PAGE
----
Country fails to buck low capex trend againIf the government’s spending pattern is anything to go by, capital expenditure (capex) will most likely bunch towards the final quarter this fiscal year as well, resulting in construction of sub-standard infrastructure projects.
If the government’s spending pattern is anything to go by, capital expenditure (capex) will most likely bunch towards the final quarter this fiscal year as well, resulting in construction of sub-standard infrastructure projects.
The government’s capital spending hovered around Rs 35 billion in the first six months of the fiscal year, which is only 11 percent of the total budget of Rs 312 billion allocated for capital expenditure, show the data provided by the Financial Comptroller General Office.
Government’s capital expenditure includes spending on civil works, and purchase of land, building, furniture, vehicles, plants and machinery, among others.
In a country like Nepal with huge infrastructure gap, low capital spending creates a binding constraint on economic growth, delaying the process of raising living standard of people and sharing prosperity. The government’s failure to spend funds allocated for capital projects comes at time when the budget for this fiscal year was presented in Parliament one-and-a-half months prior to the commencement of the financial year.
“It’s embarrassing that the capital expenditure has failed to pick up pace in a year when budget was introduced on time and spending authority was extended by the Ministry of Finance (MoF) on the first day of the fiscal year,” said Madhu Kumar Marasini, head of the Budget and Programme Division at the MoF.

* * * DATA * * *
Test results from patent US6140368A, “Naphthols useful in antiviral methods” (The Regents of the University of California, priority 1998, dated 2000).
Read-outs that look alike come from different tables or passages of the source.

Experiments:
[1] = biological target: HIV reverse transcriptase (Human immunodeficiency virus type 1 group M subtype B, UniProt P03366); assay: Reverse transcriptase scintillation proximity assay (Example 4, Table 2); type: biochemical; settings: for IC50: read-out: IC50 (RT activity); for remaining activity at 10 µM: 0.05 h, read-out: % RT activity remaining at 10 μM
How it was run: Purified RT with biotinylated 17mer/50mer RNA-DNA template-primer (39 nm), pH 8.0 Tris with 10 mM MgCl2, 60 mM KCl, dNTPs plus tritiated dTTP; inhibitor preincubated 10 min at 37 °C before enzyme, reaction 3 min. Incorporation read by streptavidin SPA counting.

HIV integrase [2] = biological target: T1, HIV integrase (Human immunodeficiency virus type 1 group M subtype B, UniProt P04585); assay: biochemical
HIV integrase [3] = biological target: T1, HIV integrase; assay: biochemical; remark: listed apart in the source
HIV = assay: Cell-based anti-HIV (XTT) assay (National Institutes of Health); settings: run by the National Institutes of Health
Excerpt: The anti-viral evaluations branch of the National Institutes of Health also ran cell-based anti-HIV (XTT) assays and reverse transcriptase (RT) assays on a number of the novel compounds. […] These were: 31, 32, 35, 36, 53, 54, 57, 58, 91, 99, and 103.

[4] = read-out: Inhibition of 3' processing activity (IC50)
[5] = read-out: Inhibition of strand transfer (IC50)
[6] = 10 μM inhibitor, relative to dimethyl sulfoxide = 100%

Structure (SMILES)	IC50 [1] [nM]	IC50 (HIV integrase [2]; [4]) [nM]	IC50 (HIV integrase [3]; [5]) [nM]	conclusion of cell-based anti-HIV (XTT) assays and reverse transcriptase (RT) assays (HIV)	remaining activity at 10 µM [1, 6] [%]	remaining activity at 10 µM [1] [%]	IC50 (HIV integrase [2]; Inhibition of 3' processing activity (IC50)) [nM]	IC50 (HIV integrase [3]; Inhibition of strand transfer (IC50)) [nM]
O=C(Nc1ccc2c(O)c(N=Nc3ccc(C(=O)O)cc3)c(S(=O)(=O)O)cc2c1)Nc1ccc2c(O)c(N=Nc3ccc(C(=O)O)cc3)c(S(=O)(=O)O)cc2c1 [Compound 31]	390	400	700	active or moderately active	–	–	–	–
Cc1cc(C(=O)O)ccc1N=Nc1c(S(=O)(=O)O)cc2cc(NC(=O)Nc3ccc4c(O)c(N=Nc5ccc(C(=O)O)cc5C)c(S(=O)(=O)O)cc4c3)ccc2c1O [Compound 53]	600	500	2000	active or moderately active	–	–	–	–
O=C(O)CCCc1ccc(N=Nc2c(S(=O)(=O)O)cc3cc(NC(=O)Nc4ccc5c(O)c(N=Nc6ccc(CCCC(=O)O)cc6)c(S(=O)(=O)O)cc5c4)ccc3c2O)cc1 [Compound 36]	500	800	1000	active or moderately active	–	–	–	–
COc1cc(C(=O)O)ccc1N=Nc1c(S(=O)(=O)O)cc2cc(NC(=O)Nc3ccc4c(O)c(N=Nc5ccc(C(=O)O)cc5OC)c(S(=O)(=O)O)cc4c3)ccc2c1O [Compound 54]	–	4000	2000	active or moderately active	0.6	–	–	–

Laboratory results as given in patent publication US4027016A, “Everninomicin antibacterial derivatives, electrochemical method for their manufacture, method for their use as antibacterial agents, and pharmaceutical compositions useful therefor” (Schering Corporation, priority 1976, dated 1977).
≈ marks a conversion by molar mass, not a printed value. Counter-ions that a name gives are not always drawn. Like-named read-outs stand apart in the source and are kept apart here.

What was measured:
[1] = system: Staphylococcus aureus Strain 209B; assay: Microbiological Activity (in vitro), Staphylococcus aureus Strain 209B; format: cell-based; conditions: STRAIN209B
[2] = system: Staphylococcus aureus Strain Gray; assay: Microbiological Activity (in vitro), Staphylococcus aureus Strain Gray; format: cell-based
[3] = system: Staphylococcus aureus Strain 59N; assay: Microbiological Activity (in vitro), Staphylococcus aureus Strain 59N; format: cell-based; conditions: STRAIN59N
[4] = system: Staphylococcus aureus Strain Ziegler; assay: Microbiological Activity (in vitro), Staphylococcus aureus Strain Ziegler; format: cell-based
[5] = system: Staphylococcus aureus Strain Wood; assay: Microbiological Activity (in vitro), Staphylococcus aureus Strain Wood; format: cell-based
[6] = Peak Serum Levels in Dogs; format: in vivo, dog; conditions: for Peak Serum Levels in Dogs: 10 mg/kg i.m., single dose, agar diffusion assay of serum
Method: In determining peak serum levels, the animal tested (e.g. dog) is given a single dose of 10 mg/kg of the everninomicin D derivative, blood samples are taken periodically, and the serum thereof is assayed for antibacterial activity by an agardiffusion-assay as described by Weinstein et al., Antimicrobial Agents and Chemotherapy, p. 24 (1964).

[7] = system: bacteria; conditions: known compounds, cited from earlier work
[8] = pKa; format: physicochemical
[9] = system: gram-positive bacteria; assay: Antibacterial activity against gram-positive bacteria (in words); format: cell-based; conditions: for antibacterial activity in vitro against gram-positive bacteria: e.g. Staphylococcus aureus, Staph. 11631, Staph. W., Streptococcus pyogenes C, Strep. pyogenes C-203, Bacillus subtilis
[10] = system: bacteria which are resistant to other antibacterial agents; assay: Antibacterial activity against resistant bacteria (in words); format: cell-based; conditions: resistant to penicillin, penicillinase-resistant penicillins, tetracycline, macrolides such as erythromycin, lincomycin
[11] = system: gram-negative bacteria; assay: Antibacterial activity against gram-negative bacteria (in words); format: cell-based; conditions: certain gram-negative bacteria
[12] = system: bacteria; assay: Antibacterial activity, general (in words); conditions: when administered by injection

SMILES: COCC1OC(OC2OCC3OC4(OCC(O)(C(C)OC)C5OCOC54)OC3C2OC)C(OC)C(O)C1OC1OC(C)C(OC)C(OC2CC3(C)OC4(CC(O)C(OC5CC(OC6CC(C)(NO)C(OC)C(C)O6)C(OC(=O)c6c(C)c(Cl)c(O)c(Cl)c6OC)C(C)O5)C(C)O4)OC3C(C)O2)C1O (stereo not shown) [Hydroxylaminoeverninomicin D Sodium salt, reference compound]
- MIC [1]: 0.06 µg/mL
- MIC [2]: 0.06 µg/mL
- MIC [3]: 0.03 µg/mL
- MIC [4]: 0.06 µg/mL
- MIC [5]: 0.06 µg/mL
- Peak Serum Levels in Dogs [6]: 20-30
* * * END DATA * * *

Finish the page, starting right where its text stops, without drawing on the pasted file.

Nepal generally does not see much capital spending in the first trimester of the fiscal year because of monsoon and festivals such as Dashain and Tihar. Then in the second trimester, civil servants seeking promotions start devoting a lot of time to prepare for exams conducted by the Public Service Commission.
Many officials deputed outside Kathmandu Valley generally come to the Capital to attend these exams or make preparations for exams. “This also hits the capital spending,” said a senior official of the National Planning Commission (NPC) on the condition of anonymity as he was not authorised to speak.
As a result of slow spending in initial months, capital expenditure generally tends to bunch towards the last quarter of the financial year.
But this is not a new phenomenon.
In the last fiscal year, for instance, about 70 percent of the budget allocated for capital expenditure was used in the last three months of the financial year and 49.4 percent was spent in the last month. The trend was the same the previous year when about 63 percent of the capital budget was utilised in the final quarter and 44 percent in the last month.
This kind of spending raises chances of development of sub-standard projects, which tends to push maintenance costs up. One of the reasons for crowding of spending in the final quarter is weak planning, officials of the MoF and the NPC say.
Although the MoF and the NPC have introduced the tradition of holding discussions with line ministries before including projects or programmes in the annual budget, these talks, more often than not, are superficial. Also, some of the projects or programmes are added to the fiscal policy in the last minute—under pressure from top political leaders or government officials—without conducting any homework.
“Because of all these, including delay in preparation of detailed project design, land acquisition, establishment of project management offices and preparation of procurement plans, capital spending gets hit,” Marasini said.